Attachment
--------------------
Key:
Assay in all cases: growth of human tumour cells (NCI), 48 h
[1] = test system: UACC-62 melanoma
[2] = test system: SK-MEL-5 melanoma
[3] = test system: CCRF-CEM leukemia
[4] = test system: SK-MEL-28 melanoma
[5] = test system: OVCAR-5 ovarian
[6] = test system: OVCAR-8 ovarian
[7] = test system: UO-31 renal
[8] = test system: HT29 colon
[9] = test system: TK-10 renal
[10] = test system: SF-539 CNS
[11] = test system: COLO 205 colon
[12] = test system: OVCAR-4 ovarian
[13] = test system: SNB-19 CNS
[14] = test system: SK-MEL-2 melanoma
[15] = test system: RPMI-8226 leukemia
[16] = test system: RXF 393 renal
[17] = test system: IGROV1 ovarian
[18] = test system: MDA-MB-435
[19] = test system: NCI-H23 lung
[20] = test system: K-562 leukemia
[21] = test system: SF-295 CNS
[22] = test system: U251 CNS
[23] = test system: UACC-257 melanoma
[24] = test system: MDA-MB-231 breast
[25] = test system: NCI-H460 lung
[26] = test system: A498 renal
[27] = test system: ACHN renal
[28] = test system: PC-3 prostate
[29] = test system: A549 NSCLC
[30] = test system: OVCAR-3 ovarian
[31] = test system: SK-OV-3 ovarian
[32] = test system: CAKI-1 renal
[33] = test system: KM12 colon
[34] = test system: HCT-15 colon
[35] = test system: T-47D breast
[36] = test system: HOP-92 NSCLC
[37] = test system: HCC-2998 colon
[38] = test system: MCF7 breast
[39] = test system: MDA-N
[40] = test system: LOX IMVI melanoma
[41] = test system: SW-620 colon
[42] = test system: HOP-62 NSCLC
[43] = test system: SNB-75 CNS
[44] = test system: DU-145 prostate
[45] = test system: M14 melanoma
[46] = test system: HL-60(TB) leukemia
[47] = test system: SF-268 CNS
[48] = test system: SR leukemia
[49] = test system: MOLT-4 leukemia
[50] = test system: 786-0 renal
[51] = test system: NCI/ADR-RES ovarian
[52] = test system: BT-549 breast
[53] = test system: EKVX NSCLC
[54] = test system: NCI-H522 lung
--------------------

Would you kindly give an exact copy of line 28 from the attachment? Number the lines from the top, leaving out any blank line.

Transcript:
[26] = test system: A498 renal